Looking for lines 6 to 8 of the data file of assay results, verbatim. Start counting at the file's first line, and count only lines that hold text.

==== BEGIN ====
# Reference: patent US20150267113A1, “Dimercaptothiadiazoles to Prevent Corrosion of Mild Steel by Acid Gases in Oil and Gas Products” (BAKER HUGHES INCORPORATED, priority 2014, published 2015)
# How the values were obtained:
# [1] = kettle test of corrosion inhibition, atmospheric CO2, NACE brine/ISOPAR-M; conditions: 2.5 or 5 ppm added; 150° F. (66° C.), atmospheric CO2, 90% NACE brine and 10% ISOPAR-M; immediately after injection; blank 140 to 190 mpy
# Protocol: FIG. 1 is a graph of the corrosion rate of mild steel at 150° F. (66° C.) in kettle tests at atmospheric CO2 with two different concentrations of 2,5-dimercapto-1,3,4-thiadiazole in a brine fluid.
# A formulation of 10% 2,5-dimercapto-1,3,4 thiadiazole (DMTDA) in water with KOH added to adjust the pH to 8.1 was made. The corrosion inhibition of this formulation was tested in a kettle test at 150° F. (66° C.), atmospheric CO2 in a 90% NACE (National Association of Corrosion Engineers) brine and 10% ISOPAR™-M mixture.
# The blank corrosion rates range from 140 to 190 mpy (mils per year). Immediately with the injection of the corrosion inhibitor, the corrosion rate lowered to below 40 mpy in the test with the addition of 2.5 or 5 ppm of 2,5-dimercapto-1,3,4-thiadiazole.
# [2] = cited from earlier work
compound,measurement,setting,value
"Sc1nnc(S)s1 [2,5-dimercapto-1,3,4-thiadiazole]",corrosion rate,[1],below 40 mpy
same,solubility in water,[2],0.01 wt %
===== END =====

# The blank corrosion rates range from 140 to 190 mpy (mils per year). Immediately with the injection of the corrosion inhibitor, the corrosion rate lowered to below 40 mpy in the test with the addition of 2.5 or 5 ppm of 2,5-dimercapto-1,3,4-thiadiazole.
# [2] = cited from earlier work
compound,measurement,setting,value